Your comprehensive travel guide to Canada - All in one place!
Canada is a country that has much to offer visitors, from island sights to scenic mountain waterfalls. Stretching from the Atlantic to the Pacific coasts, this former French and British colony has a rich heritage from the North Coast Indians of British Columbia to the French explorers of Quebec. Since both French and English are the national languages, a visit to Canada is like visiting two countries.
In the North of Canada great rivers flow out to the Arctic Ocean, creating some incredible territory for canoeists, and polar bears can be seen in the wild. Travelers can explore the remote beauty of places like Nahanni National Park and the towns and cities of Churchill, Whitehorse and Yellowknife.
History and Government
In 1497, John Cabot, an Italian navigator in the service of England, found rich fishing grounds off Canada's southeast coast. His discovery led to the European exploration of Canada. France set up a colony in eastern Canada in the early 1600s. Great Britain gained control of the country in 1763, and thousands of British emigrants came to Canada. In 1867, the French and English-speaking Canadians helped to create a united colony called the Dominion of Canada. Two groups worked together to settle the country and to develop its great mineral deposits and other natural resources.
Canada gained its independence from Britain in 1931. During the middle of the 20th century, hard-working Canadians turned their country into an economic giant. Today Canada is a leading producer of wheat, oats, and barley. Canada also ranks among the world's top manufacturing countries, and it is a major producer of electric power.
Covering most of the northern part of the North American continent and with an area larger than that of the United States, Canada has an extremely varied topography. In the east, the mountainous Maritime Provinces have an irregular coastline on the Gulf of St. Lawrence and the Atlantic. The St. Lawrence plain, covering most of southern Quebec and Ontario, and the interior continental plain, covering southern Manitoba and Saskatchewan and most of Alberta, are the principal cultivable areas. They are separated by a forested plateau rising from Lakes Superior and Huron.
Westward toward the Pacific, most of British Columbia, the Yukon, and part of western Alberta are covered by parallel mountain ranges, including the Rockies. The Pacific border of the coast range is ragged with fjords and channels. The highest point in Canada is Mount Logan with 6,050 m, which is in the Yukon. The two principal river systems are the Mackenzie and the St. Lawrence. Canada shares borders with the United States.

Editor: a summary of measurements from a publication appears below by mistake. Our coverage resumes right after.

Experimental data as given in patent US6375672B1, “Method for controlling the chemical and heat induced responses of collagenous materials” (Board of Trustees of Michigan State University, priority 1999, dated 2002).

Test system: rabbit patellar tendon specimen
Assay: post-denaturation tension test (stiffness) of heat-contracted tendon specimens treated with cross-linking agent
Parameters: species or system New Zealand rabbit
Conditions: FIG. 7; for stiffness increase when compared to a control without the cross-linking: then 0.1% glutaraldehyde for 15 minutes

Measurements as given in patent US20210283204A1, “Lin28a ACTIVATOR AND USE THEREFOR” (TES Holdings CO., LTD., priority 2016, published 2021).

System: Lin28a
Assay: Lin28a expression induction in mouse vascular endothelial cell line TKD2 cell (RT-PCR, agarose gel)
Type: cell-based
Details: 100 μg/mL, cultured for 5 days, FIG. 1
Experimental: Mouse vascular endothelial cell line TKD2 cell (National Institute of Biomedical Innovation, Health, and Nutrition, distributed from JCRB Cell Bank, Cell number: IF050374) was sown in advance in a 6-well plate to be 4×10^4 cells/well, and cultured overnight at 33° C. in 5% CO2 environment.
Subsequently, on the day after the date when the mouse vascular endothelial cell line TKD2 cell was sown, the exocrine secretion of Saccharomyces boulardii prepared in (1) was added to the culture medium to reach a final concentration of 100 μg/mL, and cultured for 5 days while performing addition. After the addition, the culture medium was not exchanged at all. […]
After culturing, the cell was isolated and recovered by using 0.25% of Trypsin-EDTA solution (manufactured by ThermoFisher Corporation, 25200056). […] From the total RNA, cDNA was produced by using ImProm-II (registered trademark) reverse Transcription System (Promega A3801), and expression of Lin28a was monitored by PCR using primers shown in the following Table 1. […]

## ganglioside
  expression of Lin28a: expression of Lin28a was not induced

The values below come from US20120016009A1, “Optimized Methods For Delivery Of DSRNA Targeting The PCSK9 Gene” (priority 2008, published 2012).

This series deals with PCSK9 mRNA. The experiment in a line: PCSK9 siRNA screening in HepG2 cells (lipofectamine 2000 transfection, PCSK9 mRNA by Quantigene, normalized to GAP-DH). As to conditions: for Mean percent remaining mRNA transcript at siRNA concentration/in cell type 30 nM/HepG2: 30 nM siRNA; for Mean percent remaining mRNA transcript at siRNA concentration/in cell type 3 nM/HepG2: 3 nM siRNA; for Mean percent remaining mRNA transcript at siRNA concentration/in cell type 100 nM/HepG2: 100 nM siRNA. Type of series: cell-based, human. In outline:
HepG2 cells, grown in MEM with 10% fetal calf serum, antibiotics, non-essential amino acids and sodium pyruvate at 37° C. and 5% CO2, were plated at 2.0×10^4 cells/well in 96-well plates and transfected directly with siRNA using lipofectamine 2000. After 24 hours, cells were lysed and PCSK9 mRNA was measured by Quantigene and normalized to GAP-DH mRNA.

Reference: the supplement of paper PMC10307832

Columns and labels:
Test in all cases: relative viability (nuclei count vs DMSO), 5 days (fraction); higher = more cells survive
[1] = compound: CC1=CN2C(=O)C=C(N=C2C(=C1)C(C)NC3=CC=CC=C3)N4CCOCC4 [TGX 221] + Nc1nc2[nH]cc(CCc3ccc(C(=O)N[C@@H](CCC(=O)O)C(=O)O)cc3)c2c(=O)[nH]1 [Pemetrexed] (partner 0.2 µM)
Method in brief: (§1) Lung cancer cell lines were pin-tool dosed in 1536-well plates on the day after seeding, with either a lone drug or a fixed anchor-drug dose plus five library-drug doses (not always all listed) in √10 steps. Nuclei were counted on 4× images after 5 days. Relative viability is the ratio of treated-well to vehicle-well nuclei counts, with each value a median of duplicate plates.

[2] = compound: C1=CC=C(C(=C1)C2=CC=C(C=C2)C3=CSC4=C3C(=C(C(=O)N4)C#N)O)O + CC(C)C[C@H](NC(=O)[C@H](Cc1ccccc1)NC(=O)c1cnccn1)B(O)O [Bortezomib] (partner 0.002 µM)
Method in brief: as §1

In 2019, Canada has an estimated population of 37.41 million, which ranks 39th in the world. Canada is one of the most sparsely populated countries in the world, with much of its land inhospitable. The country's population density is under 4 people per square kilometer, which ranks 228th in the world. The population density is among the lowest in the world, mostly because a great deal of the countries to the north is virtually uninhabited. Toronto, meanwhile, is one of the largest metropolitan areas in the world with a density of 2,930 people per square kilometer.
Unlike Europe and the United States, Canada does not have a single national literary tradition but participates instead in the wider English world of literature. Of course there are many internationally renowned authors from Canada, but in general, there is no single canon yet of Canadian literature as a whole. One exception to this rule is the province of Quebec, where there is a venerable “national” literature renowned for its social criticism and experimentation.
In the last 30 years, the number of published Canadian writers has increased dramatically, and as a cultural point, the Canadian community buys and reads more books than those in most other industrialized nations. Nonetheless, no special preference has yet to be given to Canadian literature.
Food and Drink
The favorite food of Canadians varies slightly from region to region and is strongly influenced by their family heritage. Along the Atlantic coast, seafood and dishes derived from English traditions are common. In Quebec, favorite foods come from the area's French heritage. Throughout Canada, maple syrup and maple products are popular, reflecting the significance of the maple tree, whose leaf adorns the flag of Canada. Many families enjoy a visit in early spring to a maple sugar "shack," the special rustic building where sap from maple trees is boiled in a large open pan to make maple syrup.
Canadians almost always manage to find a reason to celebrate and party all times of the year. Some of the Canada holidays and lively festivals, including Québec City’s Winter Carnival and Ottawa’s Winterlude, take place during the frigid winters in an attempt to wake people from their hibernation. However, summer remains Canada’s busiest festival season, when millions of spectators go to the streets during the Calgary Stampede and the Toronto Caribbean Carnival.
Best Time to Visit
Canada is a huge country with varied geography and climate, so there will always be something for you to do here, in any season. However, for most people, the best time to visit Canada is during the summer months. The warmer weather gives you many more opportunities to explore, and is ideal for road trips or exploring Canada’s wild landscape. The weather in summer is quite comfortable with often little to no rain, so if you wish to trek or go camping, the summertime is your best time.